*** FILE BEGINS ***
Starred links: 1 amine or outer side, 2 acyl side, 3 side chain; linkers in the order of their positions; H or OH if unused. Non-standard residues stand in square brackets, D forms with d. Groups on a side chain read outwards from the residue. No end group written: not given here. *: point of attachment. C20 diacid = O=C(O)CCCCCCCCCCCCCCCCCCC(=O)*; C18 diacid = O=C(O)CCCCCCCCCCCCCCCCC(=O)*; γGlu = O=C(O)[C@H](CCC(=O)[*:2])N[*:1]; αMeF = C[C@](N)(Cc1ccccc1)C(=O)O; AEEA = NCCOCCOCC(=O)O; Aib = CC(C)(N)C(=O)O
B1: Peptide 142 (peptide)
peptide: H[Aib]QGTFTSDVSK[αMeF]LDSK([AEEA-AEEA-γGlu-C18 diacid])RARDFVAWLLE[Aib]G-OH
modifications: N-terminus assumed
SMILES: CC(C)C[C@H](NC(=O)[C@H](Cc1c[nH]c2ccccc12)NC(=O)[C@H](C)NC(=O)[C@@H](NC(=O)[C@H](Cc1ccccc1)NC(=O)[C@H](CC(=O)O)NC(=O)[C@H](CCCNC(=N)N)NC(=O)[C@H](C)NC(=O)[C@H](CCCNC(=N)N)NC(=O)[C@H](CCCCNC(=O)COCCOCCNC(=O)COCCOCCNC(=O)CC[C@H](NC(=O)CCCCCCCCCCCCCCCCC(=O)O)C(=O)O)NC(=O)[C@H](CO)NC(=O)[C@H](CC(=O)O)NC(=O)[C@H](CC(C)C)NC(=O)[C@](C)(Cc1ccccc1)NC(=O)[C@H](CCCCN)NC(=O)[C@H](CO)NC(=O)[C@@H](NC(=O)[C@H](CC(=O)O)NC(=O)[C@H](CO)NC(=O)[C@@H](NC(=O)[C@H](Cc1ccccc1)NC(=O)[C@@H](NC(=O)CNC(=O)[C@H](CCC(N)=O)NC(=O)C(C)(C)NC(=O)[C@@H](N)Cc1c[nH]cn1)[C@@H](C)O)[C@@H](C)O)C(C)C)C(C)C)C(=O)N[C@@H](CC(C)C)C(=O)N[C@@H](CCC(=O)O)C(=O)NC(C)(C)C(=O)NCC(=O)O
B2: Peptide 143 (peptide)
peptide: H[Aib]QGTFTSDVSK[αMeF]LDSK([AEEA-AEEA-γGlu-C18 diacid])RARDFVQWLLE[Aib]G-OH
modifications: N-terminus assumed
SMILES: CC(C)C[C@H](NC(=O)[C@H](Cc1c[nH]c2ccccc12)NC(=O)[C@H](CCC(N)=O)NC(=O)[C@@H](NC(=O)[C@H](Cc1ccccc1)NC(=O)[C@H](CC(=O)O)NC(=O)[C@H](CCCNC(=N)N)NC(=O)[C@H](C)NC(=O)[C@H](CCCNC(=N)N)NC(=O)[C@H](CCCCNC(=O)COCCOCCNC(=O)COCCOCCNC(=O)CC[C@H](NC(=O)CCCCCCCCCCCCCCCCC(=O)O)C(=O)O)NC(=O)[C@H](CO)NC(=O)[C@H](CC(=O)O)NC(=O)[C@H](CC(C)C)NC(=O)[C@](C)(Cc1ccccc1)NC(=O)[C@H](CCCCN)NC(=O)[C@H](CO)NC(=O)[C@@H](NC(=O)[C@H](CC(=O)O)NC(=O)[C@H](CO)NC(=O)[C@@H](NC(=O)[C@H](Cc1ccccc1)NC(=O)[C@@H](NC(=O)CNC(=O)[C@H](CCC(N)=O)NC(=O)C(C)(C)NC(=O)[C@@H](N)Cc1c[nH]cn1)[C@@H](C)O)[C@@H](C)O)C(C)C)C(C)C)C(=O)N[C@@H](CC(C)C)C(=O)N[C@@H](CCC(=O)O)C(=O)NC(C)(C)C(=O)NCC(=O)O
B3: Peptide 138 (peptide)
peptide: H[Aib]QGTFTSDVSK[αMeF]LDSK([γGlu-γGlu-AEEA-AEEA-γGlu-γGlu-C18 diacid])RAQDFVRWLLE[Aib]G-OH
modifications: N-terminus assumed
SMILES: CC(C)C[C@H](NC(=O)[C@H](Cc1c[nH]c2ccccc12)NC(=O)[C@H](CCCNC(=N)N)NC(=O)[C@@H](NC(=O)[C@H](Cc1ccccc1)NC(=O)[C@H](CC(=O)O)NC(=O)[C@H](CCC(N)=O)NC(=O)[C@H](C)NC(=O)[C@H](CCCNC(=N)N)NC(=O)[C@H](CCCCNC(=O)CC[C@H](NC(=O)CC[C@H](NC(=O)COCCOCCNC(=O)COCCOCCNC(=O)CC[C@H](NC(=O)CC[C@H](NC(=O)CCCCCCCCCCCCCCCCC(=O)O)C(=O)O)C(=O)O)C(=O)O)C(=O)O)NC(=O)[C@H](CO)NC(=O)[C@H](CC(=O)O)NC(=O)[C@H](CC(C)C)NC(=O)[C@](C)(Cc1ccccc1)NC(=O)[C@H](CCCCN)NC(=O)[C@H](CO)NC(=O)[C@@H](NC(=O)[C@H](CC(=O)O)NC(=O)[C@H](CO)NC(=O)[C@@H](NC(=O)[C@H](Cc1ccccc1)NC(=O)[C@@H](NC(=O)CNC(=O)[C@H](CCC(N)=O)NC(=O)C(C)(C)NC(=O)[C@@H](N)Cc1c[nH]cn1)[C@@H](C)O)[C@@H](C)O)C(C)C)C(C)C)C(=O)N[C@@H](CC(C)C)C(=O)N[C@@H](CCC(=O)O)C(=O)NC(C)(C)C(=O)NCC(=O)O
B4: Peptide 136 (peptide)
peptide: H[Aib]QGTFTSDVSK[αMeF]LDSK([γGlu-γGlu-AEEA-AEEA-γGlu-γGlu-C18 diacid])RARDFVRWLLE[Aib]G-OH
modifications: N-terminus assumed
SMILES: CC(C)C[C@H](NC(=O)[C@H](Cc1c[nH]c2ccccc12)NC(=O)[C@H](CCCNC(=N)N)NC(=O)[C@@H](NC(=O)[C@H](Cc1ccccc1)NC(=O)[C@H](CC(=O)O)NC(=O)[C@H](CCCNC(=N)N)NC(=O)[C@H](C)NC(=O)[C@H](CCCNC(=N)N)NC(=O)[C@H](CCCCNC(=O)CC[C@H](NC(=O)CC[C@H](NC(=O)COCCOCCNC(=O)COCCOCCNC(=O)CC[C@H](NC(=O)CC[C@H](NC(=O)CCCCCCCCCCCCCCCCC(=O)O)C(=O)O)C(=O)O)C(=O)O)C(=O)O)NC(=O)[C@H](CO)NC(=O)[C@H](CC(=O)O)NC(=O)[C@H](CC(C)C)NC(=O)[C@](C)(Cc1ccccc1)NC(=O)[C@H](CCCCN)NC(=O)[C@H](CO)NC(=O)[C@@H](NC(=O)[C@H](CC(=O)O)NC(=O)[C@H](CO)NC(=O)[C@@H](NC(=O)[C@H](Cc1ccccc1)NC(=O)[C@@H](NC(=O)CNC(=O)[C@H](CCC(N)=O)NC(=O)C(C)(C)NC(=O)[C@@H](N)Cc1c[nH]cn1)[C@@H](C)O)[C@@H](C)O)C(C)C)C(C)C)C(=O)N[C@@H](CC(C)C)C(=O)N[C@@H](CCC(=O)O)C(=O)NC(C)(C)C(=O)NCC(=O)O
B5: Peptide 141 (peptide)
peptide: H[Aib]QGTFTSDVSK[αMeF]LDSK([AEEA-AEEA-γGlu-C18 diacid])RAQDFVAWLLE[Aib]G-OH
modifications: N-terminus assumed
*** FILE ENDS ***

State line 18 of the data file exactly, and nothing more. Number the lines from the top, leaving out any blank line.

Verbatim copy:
B5: Peptide 141 (peptide)